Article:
It is never to late to seek the truth.
“This is not just a piece of investigative journalism, it is some A+ storytelling” –Wiley Cash
Jerry Mitchell has been a reporter in Mississippi since 1986. The founder of the Mississippi Center for Investigative Reporting, much of his career has been devoted to pursuing unsolved crimes from the Civil Rights era, and it was his work that ultimately led to the prosecution of man who murdered Medgar Evers thirty years after the crime had been committed.
The Evers assassination was a high-profile case, but Mitchell has also investigated cold cases of less well known crimes, such as that of Vernon Dahmer, who managed to save his family when the Klan set fire to his house in 1966, but who died himself from injuries he sustained that night. “What made these crimes so terrible,” Mitchell says in an interview with Greg Iles, “was not just that these Klansmen got away with murder — it was the fact that everybody knew these Klansmen got away with murder. These were injustices at their height. That’s what drove me as a young reporter, and that’s what continues to drive me today.”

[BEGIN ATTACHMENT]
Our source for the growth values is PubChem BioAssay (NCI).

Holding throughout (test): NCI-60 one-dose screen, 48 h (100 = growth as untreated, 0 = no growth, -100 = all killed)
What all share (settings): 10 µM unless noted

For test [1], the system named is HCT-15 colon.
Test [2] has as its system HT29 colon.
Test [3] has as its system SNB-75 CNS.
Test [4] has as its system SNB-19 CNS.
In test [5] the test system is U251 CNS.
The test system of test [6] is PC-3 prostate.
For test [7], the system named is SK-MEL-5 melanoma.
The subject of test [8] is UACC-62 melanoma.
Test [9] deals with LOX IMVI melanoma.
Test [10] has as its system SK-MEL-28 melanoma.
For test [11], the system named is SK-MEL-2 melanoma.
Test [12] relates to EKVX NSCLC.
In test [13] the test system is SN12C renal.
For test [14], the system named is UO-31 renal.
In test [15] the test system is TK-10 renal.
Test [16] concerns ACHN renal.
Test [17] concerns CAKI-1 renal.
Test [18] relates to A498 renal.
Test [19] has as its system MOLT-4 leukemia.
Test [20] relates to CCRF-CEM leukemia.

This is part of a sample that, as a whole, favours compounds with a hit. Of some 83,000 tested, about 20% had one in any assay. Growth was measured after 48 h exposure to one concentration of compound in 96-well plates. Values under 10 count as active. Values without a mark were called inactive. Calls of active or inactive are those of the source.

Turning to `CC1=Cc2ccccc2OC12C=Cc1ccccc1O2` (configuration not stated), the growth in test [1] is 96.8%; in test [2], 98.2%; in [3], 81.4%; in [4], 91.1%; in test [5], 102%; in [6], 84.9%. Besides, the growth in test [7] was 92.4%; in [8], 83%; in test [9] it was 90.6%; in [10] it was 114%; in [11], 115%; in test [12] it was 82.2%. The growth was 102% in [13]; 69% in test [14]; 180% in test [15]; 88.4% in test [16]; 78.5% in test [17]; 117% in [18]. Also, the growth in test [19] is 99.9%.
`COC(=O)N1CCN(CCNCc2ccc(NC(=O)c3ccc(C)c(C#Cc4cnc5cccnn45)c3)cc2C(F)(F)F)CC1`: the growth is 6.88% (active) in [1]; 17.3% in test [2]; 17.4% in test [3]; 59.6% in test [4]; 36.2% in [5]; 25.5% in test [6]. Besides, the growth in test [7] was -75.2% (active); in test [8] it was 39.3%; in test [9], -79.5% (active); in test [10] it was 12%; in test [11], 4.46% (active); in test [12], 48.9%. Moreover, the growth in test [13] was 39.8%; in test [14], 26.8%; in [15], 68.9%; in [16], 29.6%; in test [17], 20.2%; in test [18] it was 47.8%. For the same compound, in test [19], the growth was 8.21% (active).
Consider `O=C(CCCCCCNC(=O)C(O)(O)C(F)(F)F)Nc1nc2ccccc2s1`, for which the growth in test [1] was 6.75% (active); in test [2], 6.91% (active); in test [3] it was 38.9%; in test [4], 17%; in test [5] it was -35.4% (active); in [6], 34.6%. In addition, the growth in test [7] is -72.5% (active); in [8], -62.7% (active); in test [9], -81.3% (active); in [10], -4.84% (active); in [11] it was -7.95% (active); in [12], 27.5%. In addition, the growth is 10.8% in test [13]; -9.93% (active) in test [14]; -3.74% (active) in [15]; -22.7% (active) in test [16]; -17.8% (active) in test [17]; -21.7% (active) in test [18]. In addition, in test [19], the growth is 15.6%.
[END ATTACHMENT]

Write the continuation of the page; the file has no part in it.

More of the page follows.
Last month Mitchell spoke to Wiley Cash about Race Against Time, his account of some of the cold case investigations he undertook into unsolved crimes from the Civil Rights era as part of the Reader Meet Writer Author Series:
More bookseller reviews at SBR:
In this issue:
Bookseller Buzz: Milk Blood Heat by Dantiel W. Moniz
Reviews of The Baddest Girl on the Planet by Heather Frese, The Office of Historical Corrections by Danielle Evans, Kalamata’s Kitchen by Sarah Thomas, Derek Wallace, Jo Kosmides Edwards (Illus), Infinite Country by Patricia Engel, What’s the Difference? by Brette Warshaw, and The Lost Apothecary by Sarah Penner.